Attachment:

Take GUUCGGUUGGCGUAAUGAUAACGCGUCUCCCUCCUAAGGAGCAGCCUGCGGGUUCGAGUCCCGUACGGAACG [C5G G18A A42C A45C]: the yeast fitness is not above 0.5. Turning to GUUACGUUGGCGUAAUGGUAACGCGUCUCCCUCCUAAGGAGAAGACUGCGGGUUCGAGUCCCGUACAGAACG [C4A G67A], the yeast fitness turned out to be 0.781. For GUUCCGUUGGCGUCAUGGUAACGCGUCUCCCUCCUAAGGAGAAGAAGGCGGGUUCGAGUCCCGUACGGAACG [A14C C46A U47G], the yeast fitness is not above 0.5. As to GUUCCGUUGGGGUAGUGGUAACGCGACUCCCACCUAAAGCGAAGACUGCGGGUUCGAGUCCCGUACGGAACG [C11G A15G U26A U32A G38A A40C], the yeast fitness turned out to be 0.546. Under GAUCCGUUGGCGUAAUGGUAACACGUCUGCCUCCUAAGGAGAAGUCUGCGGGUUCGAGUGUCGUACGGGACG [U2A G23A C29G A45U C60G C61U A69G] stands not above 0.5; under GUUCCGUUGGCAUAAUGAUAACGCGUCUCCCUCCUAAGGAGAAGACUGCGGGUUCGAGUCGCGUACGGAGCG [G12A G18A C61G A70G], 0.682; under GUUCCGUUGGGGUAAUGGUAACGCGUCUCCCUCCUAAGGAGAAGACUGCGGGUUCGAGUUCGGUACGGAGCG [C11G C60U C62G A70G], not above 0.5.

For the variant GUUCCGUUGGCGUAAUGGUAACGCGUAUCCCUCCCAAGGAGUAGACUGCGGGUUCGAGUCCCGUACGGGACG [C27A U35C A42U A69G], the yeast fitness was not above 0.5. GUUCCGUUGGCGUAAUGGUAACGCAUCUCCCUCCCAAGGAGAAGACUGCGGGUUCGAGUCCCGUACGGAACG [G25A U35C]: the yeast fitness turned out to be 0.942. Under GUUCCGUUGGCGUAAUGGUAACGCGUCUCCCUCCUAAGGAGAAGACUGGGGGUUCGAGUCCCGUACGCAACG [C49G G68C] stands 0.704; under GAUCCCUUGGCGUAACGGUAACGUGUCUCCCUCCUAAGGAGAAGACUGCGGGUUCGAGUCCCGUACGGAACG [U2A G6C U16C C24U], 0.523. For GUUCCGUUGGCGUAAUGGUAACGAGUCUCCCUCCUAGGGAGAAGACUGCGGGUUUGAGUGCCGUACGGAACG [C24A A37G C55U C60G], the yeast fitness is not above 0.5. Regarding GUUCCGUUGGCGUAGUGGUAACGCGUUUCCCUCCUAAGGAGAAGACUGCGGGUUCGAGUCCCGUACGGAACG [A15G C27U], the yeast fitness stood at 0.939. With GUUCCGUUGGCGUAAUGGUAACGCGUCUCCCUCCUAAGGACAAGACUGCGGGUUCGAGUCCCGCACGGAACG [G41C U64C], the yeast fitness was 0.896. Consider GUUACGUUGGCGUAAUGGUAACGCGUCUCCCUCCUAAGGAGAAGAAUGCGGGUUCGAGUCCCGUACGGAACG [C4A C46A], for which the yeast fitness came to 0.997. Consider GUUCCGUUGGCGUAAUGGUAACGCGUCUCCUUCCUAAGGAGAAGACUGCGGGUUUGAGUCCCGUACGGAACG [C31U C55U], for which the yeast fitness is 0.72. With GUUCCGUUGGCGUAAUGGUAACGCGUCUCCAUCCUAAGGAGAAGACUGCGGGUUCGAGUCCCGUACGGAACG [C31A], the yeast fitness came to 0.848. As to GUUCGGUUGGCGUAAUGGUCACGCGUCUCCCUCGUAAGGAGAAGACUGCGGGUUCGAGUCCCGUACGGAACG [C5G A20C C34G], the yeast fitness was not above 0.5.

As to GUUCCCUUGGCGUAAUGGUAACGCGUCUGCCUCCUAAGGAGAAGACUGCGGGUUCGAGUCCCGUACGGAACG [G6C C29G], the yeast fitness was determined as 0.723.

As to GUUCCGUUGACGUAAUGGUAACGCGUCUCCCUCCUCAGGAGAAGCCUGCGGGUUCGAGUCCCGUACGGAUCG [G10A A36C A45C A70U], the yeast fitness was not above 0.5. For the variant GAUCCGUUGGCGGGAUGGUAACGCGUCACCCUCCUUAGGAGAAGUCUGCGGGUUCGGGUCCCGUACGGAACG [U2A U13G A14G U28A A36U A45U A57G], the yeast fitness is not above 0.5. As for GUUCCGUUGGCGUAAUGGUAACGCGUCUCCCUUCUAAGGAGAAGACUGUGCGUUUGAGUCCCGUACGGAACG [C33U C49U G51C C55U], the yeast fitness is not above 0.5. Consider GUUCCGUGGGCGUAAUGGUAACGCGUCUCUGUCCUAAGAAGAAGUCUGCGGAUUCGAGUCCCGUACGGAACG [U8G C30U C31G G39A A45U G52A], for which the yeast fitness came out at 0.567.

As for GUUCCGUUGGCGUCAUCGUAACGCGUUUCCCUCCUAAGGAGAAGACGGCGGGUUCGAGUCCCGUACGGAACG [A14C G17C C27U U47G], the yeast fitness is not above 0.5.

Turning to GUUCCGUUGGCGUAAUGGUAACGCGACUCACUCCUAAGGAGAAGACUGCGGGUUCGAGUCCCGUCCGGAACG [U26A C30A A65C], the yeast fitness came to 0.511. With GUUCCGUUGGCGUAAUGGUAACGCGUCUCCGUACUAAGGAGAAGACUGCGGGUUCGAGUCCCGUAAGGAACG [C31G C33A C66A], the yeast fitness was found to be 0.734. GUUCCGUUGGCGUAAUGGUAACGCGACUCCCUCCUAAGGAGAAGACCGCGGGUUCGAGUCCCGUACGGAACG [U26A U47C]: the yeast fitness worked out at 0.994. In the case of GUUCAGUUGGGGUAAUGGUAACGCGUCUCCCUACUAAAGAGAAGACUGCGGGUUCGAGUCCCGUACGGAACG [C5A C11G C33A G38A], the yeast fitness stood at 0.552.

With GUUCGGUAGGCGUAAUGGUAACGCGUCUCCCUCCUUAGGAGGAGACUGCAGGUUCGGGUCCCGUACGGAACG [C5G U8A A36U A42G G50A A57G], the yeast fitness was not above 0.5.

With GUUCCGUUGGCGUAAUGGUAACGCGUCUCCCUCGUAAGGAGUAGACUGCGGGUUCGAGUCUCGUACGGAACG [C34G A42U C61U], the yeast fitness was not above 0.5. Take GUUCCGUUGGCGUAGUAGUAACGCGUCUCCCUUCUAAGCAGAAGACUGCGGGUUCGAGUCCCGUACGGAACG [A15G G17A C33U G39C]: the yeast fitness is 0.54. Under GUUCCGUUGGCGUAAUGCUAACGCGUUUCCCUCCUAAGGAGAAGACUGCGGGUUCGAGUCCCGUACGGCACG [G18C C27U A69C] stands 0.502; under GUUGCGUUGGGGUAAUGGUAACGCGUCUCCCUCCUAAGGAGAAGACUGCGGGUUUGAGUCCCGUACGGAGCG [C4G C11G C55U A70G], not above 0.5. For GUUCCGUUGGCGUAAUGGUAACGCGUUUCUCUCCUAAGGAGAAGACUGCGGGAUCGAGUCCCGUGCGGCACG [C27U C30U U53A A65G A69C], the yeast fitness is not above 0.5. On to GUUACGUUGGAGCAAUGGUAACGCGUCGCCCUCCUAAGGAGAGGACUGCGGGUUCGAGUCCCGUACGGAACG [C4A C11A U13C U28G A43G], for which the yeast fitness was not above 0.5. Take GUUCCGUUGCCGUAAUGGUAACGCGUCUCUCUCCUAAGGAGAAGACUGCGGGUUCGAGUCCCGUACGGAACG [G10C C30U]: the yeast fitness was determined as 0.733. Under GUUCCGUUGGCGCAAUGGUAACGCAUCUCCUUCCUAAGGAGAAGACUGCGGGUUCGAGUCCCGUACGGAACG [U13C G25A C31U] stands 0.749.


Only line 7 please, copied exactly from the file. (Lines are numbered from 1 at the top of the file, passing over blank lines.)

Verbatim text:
With GUUCGGUAGGCGUAAUGGUAACGCGUCUCCCUCCUUAGGAGGAGACUGCAGGUUCGGGUCCCGUACGGAACG [C5G U8A A36U A42G G50A A57G], the yeast fitness was not above 0.5.